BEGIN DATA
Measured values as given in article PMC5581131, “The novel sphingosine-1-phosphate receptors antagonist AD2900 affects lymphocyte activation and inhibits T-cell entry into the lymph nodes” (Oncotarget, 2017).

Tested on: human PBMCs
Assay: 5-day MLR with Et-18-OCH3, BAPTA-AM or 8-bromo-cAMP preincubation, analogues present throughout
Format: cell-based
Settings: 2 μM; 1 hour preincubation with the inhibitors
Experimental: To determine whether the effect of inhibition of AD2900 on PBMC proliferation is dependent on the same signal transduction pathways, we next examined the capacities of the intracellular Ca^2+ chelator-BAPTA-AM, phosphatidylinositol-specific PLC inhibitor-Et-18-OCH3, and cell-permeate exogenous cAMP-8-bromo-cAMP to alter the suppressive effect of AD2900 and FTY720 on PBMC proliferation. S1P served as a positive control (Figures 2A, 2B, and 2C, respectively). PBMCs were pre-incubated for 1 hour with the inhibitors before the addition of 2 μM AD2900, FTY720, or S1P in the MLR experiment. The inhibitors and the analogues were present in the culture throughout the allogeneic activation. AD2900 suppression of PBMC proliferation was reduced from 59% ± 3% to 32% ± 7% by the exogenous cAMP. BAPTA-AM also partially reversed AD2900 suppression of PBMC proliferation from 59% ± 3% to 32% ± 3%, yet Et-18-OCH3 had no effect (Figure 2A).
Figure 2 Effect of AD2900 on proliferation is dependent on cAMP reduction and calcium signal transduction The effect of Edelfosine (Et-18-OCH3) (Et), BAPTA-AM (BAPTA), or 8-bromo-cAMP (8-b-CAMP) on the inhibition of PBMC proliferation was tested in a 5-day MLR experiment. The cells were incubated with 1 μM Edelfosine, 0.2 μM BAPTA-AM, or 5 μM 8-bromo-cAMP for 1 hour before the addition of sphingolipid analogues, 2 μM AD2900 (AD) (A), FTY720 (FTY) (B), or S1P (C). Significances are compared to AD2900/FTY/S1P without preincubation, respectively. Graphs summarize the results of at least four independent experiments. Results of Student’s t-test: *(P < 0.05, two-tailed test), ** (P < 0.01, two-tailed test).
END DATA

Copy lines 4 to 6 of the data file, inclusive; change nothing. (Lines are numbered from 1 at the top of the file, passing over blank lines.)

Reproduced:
Format: cell-based
Settings: 2 μM; 1 hour preincubation with the inhibitors
Experimental: To determine whether the effect of inhibition of AD2900 on PBMC proliferation is dependent on the same signal transduction pathways, we next examined the capacities of the intracellular Ca^2+ chelator-BAPTA-AM, phosphatidylinositol-specific PLC inhibitor-Et-18-OCH3, and cell-permeate exogenous cAMP-8-bromo-cAMP to alter the suppressive effect of AD2900 and FTY720 on PBMC proliferation. S1P served as a positive control (Figures 2A, 2B, and 2C, respectively). PBMCs were pre-incubated for 1 hour with the inhibitors before the addition of 2 μM AD2900, FTY720, or S1P in the MLR experiment. The inhibitors and the analogues were present in the culture throughout the allogeneic activation. AD2900 suppression of PBMC proliferation was reduced from 59% ± 3% to 32% ± 7% by the exogenous cAMP. BAPTA-AM also partially reversed AD2900 suppression of PBMC proliferation from 59% ± 3% to 32% ± 3%, yet Et-18-OCH3 had no effect (Figure 2A).